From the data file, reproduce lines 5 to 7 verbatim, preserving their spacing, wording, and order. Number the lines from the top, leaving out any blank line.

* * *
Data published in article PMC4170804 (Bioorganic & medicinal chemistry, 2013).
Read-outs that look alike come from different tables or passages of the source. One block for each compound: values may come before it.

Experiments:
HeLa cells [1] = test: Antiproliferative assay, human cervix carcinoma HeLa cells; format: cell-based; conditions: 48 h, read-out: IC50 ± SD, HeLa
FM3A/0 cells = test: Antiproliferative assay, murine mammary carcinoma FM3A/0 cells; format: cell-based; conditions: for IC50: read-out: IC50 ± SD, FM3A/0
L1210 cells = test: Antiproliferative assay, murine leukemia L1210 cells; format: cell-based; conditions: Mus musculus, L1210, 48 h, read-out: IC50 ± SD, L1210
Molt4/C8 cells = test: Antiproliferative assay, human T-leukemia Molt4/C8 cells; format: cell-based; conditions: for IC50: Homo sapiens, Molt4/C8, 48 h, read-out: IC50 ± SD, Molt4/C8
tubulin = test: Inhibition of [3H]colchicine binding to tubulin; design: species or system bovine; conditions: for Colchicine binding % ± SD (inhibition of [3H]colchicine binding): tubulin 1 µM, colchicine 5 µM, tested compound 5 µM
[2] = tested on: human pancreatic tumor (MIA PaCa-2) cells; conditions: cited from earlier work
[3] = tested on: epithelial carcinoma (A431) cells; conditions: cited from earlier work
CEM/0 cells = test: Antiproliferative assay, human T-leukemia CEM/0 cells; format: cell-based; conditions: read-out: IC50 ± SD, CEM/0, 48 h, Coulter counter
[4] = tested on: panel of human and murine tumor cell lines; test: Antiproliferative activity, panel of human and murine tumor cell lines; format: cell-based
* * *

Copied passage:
FM3A/0 cells = test: Antiproliferative assay, murine mammary carcinoma FM3A/0 cells; format: cell-based; conditions: for IC50: read-out: IC50 ± SD, FM3A/0
L1210 cells = test: Antiproliferative assay, murine leukemia L1210 cells; format: cell-based; conditions: Mus musculus, L1210, 48 h, read-out: IC50 ± SD, L1210
Molt4/C8 cells = test: Antiproliferative assay, human T-leukemia Molt4/C8 cells; format: cell-based; conditions: for IC50: Homo sapiens, Molt4/C8, 48 h, read-out: IC50 ± SD, Molt4/C8